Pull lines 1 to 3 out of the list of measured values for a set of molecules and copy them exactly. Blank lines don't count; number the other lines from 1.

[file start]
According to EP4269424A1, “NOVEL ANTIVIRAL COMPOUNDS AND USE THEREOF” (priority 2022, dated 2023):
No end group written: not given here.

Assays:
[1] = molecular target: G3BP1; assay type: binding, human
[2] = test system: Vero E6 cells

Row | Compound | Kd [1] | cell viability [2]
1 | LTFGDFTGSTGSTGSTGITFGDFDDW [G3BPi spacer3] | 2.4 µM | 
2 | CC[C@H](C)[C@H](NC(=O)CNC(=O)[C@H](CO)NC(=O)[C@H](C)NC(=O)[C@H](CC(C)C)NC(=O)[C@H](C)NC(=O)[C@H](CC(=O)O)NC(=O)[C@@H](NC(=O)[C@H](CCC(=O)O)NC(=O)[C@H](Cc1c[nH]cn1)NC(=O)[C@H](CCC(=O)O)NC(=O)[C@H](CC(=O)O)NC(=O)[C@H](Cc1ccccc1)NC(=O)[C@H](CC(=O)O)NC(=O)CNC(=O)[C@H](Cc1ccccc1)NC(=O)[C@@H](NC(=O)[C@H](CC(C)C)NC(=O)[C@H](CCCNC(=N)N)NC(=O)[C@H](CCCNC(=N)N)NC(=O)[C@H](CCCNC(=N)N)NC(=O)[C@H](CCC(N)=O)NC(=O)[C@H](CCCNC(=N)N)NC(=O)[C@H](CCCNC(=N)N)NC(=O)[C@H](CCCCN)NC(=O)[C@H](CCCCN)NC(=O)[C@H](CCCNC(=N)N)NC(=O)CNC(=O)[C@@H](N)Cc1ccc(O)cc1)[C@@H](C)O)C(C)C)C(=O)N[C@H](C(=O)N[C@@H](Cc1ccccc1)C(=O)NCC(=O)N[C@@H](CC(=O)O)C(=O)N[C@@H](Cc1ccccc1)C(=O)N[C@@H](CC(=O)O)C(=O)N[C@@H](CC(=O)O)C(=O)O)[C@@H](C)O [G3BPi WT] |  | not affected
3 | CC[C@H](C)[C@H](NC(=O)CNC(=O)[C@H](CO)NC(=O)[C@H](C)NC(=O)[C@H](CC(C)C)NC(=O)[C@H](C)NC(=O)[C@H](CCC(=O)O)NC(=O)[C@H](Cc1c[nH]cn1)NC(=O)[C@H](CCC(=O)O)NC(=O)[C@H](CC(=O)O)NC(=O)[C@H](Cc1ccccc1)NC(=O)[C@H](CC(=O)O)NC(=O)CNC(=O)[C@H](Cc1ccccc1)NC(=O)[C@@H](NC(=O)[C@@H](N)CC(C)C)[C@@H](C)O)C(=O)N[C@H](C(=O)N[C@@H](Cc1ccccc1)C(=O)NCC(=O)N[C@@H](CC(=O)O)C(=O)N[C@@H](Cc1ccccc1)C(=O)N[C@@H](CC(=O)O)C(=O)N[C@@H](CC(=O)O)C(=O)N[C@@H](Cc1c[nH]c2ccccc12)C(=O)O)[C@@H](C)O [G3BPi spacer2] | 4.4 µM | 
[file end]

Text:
According to EP4269424A1, “NOVEL ANTIVIRAL COMPOUNDS AND USE THEREOF” (priority 2022, dated 2023):
No end group written: not given here.

Assays: